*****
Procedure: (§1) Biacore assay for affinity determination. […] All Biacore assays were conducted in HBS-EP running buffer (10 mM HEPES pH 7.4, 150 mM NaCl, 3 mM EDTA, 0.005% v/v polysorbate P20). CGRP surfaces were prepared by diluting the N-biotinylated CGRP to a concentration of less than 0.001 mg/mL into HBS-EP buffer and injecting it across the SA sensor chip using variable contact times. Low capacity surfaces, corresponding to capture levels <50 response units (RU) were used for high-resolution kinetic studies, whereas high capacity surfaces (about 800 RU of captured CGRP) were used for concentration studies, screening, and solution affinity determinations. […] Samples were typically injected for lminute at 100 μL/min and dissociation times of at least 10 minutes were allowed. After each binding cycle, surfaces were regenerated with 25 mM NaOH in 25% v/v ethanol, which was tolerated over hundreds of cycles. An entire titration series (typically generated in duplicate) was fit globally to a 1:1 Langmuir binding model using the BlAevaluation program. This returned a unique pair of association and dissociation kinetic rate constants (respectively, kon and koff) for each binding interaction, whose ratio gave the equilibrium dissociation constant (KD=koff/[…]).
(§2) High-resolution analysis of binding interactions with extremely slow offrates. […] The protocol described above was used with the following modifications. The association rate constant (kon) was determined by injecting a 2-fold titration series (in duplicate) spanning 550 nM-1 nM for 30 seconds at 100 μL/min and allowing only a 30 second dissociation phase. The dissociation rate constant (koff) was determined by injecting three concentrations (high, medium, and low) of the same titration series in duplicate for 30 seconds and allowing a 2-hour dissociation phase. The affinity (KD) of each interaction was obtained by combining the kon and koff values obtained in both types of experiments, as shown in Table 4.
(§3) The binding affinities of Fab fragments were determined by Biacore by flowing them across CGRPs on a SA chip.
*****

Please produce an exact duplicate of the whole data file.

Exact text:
Procedure: (§1) Biacore assay for affinity determination. […] All Biacore assays were conducted in HBS-EP running buffer (10 mM HEPES pH 7.4, 150 mM NaCl, 3 mM EDTA, 0.005% v/v polysorbate P20). CGRP surfaces were prepared by diluting the N-biotinylated CGRP to a concentration of less than 0.001 mg/mL into HBS-EP buffer and injecting it across the SA sensor chip using variable contact times. Low capacity surfaces, corresponding to capture levels <50 response units (RU) were used for high-resolution kinetic studies, whereas high capacity surfaces (about 800 RU of captured CGRP) were used for concentration studies, screening, and solution affinity determinations. […] Samples were typically injected for lminute at 100 μL/min and dissociation times of at least 10 minutes were allowed. After each binding cycle, surfaces were regenerated with 25 mM NaOH in 25% v/v ethanol, which was tolerated over hundreds of cycles. An entire titration series (typically generated in duplicate) was fit globally to a 1:1 Langmuir binding model using the BlAevaluation program. This returned a unique pair of association and dissociation kinetic rate constants (respectively, kon and koff) for each binding interaction, whose ratio gave the equilibrium dissociation constant (KD=koff/[…]).
(§2) High-resolution analysis of binding interactions with extremely slow offrates. […] The protocol described above was used with the following modifications. The association rate constant (kon) was determined by injecting a 2-fold titration series (in duplicate) spanning 550 nM-1 nM for 30 seconds at 100 μL/min and allowing only a 30 second dissociation phase. The dissociation rate constant (koff) was determined by injecting three concentrations (high, medium, and low) of the same titration series in duplicate for 30 seconds and allowing a 2-hour dissociation phase. The affinity (KD) of each interaction was obtained by combining the kon and koff values obtained in both types of experiments, as shown in Table 4.
(§3) The binding affinities of Fab fragments were determined by Biacore by flowing them across CGRPs on a SA chip.